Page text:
Key collection of Cultural Medallion artist Chua Mia Tee's works

The book's cover features Chua Mia Tee's (left) famous 1957 portrait of his late wife Lee Boon Ngan as a schoolgirl.
The book's cover features Chua Mia Tee's (above) famous 1957 portrait of his late wife Lee Boon Ngan as a schoolgirl.ST PHOTO: NG SOR LUAN
The book's cover features Chua Mia Tee's (left) famous 1957 portrait of his late wife Lee Boon Ngan as a schoolgirl.
The book's cover features Chua Mia Tee's famous 1957 portrait of his late wife Lee Boon Ngan as a schoolgirl.ST PHOTO: NG SOR LUAN

Art book features more than 300 works by the Cultural Medallion recipient

He has painted presidents and pedestrians, chief justices and classrooms, some of the most iconic scenes of Singapore history and intimate portraits of his own family.

Now, for the first time, more than 300 works by Cultural Medallion recipient Chua Mia Tee will be gathered together in the pages of an art book, the most comprehensive on the 87-year-old's oeuvre to date.

The Art Of Chua Mia Tee: A Portrait Of A Life's Work will be launched today at National Gallery Singapore by President Halimah Yacob.

Chua, considered one of Singapore's foremost realist painters, is best known for nationally significant works such as Epic Poem Of Malaya (1955) and National Language Class (1959).

But he was also a prolific portraitist. He painted six Singapore presidents and got to know some of them well. Mr Ong Teng Cheong would have him over for a cup of coffee, while Mr S R Nathan would visit for lunch. His portrait of Singapore's first president Yusof Ishak appears on currency notes. He painted ministers, businessmen, academics and more.

"Painting people is the hardest," says Chua in Mandarin. He painted the broad workings of nation-building - Parliament in session, the rise of infrastructure in the cityscape - but also the people carried along in its currents: workers breaking for lunch in a canteen or vanishing trades such as the portable cinema of the 1970s.

"It's a good history lesson," says his daughter Dr Chua Yang, an obstetrician and gynaecologist. "His portraits are a who's who of Singapore's politics and economy, but he didn't just paint the rich and famous, he also painted the man on the street."

It took Dr Chua, 50, and a team five years to assemble the book. Many works were hard to gain access to as they were in the Istana or in private collections, some as far afield as Macau.

Chua himself had not seen most of these paintings for years, having only the photos he had taken on his camera, and later smartphone, to remember them by. "To see them all again, and in such high-quality images, makes me very happy," he says.

In a day and age when anyone can snap a photo on his phone, Chua maintains that the art of realism is still relevant. "Any one photo may have flaws. They don't always capture the gestures and the essence of the person."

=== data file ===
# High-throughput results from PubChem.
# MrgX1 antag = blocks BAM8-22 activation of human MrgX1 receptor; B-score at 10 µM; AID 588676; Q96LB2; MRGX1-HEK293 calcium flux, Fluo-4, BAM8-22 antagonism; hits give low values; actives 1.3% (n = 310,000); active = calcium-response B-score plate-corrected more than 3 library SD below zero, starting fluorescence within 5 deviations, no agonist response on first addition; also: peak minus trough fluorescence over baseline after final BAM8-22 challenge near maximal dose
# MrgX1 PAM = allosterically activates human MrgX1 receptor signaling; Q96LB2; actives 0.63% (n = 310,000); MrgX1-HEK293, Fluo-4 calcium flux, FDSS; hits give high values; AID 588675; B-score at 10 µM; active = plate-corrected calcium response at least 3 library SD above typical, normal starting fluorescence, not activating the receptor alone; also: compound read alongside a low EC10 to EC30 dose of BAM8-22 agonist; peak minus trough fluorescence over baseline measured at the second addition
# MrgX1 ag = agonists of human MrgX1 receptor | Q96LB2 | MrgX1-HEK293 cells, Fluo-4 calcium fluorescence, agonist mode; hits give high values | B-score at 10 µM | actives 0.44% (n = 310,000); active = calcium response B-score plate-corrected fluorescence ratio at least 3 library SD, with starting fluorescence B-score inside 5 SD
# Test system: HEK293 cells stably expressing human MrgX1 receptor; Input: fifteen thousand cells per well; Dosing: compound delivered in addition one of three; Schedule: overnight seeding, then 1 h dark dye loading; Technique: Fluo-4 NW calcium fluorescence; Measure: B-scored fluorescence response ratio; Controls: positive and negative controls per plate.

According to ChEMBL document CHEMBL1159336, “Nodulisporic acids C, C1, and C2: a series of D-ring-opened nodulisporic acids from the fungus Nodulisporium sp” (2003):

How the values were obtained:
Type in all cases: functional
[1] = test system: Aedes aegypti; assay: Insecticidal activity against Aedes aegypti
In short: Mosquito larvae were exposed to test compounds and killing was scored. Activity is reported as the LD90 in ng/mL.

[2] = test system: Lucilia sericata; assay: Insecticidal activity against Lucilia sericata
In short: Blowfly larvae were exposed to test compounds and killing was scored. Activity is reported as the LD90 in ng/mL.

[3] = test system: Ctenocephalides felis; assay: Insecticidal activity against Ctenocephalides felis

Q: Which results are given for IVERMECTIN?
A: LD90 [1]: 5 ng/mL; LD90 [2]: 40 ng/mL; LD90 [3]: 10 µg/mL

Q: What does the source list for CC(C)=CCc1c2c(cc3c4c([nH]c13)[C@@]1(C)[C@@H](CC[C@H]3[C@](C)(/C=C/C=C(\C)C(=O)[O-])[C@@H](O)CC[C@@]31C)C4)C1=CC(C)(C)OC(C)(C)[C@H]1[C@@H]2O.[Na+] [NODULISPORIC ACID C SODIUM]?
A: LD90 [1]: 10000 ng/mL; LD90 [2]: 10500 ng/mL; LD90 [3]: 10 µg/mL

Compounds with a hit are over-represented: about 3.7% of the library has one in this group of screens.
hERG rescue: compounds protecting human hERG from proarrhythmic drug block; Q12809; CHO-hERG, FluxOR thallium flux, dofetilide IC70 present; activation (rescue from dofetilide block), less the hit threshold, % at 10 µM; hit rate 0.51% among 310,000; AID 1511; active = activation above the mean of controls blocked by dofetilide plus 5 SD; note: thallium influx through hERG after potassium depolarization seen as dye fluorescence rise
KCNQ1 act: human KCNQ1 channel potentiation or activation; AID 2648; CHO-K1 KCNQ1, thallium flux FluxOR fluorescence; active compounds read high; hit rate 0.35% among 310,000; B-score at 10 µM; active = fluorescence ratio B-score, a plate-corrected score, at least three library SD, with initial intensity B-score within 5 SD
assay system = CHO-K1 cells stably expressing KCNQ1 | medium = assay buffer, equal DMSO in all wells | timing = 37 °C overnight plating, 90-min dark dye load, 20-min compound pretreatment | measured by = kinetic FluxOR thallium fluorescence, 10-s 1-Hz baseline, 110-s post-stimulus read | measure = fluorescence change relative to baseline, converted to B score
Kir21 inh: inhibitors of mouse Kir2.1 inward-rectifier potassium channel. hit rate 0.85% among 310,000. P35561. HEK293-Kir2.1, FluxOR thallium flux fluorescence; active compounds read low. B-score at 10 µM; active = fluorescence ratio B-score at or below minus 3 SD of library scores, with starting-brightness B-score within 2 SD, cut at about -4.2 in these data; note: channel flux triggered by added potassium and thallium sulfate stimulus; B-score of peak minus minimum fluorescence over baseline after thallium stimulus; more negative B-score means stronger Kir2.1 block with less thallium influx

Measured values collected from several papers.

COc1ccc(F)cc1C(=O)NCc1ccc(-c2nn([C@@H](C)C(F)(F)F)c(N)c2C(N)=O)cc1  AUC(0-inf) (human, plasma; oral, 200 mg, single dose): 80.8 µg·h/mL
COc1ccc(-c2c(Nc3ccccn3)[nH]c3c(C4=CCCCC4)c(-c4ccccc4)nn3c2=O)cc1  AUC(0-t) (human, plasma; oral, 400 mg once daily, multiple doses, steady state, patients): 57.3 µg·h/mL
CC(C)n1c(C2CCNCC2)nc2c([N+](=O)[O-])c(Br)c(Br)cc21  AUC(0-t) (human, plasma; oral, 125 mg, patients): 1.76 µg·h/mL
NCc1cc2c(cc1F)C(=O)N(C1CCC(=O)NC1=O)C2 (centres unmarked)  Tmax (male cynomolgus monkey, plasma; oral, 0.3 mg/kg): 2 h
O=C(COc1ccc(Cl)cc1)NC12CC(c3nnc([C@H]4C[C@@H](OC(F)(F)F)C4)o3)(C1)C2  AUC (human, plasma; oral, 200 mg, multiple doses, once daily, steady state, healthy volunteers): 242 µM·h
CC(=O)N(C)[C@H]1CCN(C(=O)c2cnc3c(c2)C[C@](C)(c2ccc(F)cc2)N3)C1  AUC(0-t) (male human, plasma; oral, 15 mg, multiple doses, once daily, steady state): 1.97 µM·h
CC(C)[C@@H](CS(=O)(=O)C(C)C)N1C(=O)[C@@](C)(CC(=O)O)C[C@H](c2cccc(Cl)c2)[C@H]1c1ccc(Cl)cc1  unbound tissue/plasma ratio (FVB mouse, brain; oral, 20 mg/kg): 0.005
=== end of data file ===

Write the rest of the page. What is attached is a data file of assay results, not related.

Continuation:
When painting crowd pieces, such as his Parliament works, he would take multiple photos and sketches, then combine and distil them onto the canvas. His work, he says, must follow the three precepts of zhen, shan, mei (Mandarin for truth, goodness, beauty).

He was born in Shantou, China, and came to Singapore when he was six years old with his family, fleeing the second Sino-Japanese War.

After graduating from the Nanyang Academy of Fine Arts, he worked at an advertising agency and later as an illustrator before he was able to take up the brush full-time in 1974. In 2015, he received the Cultural Medallion, Singapore's highest artistic accolade.

Today, he no longer accepts portrait commissions or works the long hours he used to. "It's a lot of pressure," he says. "I want to paint what I like."

Palpable throughout the book is the presence of his late wife Lee Boon Ngan, who died last year. The couple, says their daughter, were inseparable for more than 65 years.

Lee was an accomplished artist known for her oil paintings of flowers. The book's cover features Chua's famous 1957 portrait of her as a schoolgirl. On its back is the only portrait he ever made of the two of them together, painted after she died and dated the day of her passing.

"We're very sad she never got to see the finished product (of the book)," says Dr Chua, as her father's eyes turn to this portrait, now displayed in the house off Dunearn Road where he and Lee lived.

Besides Dr Chua, they have a son, Professor Chua Hong, who is dean at the Technological and Higher Education Institute of Hong Kong, and two grandchildren. Their granddaughter Ernestine has followed in their footsteps as an artist. Lovingly rendered portraits of all of them appear in the book.

• The Art Of Chua Mia Tee: A Portrait Of A Life's Work ($69.55) will be available from Books Kinokuniya from next Saturday.

A version of this article appeared in the print edition of The Straits Times on June 23, 2018, with the headline 'Key collection of Chua Mia Tee's works'. Print Edition | Subscribe